According to the National Drought Resilience Partnership (NDRP), “In 2012, approximately two-thirds of the continental U.S. was affected by chronic drought. Severe droughts are projected for the next several decades, impacting the nation’s communities and economy”. Some have come to call this the era of the megadrought in the Western US specifically. The region is particularly susceptible to sever drought conditions given its natural history. In ancient times unusually cool periodic conditions over the Pacific Ocean pushed storm tracks further north, and starved the region of precipitation resulting in megadroughts similar to the ones we are seeing currently.
Additionally, with global warming proceeding average temperatures since 2000 have been pushed 2.2 degrees F above what they would have been otherwise. Because hotter air tends to hold more moisture, that moisture is being pulled from the ground. This has intensified drying of soils already starved of precipitation, compounding the problem into a perfect storm of drought for years to come across the region.
Groundwater Impacts of Drought
One of the many facets of life that drought effects is the groundwater available for agriculture. Farmers rely on groundwater as their primary source of irrigation water during years with little precipitation. The passing of the 2014 Sustainable Groundwater Management Act (SGMA) in the state of California has changed many parts of the state’s dynamic agricultural industry, but one of the practices it require, conservation, requires investment in irrigation efficiency solutions. A crucial piece to any efficiency effort will be measurement. Given the high costs of labor taking regular readings at mechanical flow meter at all the pumps spread across sometimes multiple ranches is cost-prohibitive and just not practical. Having to make management decisions based on poor data from cellular-based solutions is also another cost to becoming more efficient with their water that farmers have to bear.
Water Problems are Data Problems
This is why the research team at the Mortensen Center of Global Engineering at the University of Colorado Boulder and Virridy partnered to provide a much needed service to the ag communities of California and Colorado. The bulk of our experience at Virridy has been derived from monitoring water for 3M people a day in some of the most remote parts of East Africa using low-cost networks. By leveraging this experience the team at Boulder received a grant from the Gordon and Betty Moore Foundation to develop the Drought Resilience Impact Platform (DRIP), a software forecasting and planning tool to help all stakeholders better manage groundwater resources in times of drought:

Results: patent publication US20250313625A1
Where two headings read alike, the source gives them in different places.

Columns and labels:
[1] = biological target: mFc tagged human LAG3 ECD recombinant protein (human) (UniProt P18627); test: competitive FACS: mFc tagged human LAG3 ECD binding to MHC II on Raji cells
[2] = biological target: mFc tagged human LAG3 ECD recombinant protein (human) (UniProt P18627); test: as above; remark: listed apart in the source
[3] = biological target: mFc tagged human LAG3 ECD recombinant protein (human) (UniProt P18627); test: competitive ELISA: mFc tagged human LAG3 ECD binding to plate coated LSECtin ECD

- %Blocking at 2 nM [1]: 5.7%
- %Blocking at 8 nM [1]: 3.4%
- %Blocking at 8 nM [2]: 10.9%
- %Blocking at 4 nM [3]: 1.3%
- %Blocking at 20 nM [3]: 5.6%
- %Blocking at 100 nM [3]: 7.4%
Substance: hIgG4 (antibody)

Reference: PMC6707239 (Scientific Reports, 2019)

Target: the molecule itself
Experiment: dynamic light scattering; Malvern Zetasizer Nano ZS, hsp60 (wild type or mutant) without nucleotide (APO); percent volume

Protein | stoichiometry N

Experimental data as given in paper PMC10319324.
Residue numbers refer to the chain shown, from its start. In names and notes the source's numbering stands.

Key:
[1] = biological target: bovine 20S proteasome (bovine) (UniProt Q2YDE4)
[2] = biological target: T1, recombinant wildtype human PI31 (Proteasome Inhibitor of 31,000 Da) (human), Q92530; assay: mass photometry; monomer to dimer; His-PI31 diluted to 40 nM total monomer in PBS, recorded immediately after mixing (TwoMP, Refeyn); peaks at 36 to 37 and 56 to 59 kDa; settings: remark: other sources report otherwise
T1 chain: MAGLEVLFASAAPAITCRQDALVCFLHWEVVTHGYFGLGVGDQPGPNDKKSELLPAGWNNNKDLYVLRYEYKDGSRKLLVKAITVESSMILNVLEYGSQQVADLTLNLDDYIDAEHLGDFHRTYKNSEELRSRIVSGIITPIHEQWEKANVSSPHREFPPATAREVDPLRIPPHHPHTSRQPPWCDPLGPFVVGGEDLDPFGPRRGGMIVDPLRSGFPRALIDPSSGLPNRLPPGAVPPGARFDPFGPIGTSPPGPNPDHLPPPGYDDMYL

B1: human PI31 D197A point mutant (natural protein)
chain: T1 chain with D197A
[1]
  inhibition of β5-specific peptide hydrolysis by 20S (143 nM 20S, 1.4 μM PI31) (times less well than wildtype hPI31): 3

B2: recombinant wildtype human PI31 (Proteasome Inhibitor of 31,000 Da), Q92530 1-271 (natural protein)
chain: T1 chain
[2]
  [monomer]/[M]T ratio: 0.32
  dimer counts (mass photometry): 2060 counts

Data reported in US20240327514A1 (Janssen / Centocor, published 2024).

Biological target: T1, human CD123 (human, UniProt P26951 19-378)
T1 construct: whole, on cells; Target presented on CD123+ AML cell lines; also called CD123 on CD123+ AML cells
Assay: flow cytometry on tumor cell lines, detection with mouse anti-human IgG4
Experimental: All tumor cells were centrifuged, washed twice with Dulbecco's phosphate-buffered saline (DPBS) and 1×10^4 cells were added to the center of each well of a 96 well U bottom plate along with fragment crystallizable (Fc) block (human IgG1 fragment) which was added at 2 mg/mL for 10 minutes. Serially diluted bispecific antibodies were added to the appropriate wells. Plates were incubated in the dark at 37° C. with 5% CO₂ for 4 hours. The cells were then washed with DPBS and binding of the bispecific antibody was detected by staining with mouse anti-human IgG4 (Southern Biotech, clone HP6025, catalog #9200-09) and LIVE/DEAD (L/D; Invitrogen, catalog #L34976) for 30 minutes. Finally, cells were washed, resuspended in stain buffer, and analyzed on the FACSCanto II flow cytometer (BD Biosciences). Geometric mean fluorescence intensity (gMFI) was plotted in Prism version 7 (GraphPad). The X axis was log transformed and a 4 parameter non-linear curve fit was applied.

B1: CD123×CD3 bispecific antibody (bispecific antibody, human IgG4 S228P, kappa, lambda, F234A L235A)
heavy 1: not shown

“DRIP utilizes satellite-based groundwater pump sensors, in-situ microbial water contamination fluorimeters, advanced soil health sensors, and mechanistically informed, machine-learning calibration tools to monitor water quality, food security and groundwater demand, and create forecasting models for integrated decision support that enables proactive responses to changing conditions, including market design and sustainable food and water management.”
Key to enabling ubiquitous remote connectivity to these remote locations is the technology provided by Swarm Technologies. Virridy chose Swarm to provide reliable, global connectivity for its latest sensors. With 100% global coverage and no dead zones, Swarm’s network enables Virridy’s devices to transmit data from even the most far-flung fields, at all times. Consistent access to data is critical for growers to be able to make informed decisions, and Swarm ensures that the sensors are able to transmit no matter where they’re deployed.
But it wasn’t just coverage that made Swarm the perfect satellite partner for the DRIP program. The sky-high cost of most legacy satellite providers was not compatible with deploying sensors across 200 sites, especially for a grant-funded initiative trying to make a huge impact with a limited budget. Swarm’s low-cost hardware and data service – 6-7 times less expensive than some providers – enables the DRIP program’s funding to go further.
Long Term Agriculture Benefits
Along with a sophisticated model to help groundwater managers forecast and plan in a drought environment the team is also interested in understanding how it might find solutions to farmer’s increasing needs for IoT solutions on their pumps. SGMA implementation is still in its early days and it’s not clear what the feedback from the California Department of Water Resources (DWR) will yet be regarding the Groundwater Sustainability Plans (GSP) submitted by the Groundwater Sustainability Agencies (GSA). However, given the natural tension between achieving long term sustainability required by the State of California and agriculture’s continued increase in crop production to meet growing global demand intelligent solutions will need to be developed to achieve outcomes that work well for both parties.
Virridy believes the work it’s doing on DRIP project will lay the foundation for agriculture to take advantage of in the coming months and years as SGMA conservation measures are implemented. By using more reliable networks that produce higher quality data we will help paint the most robust picture of groundwater pumping ever seen in the state of California and Colorado. With this unique understanding win-win solutions can be crafted to help agricultural communities continue to thrive in the era of the megadrought.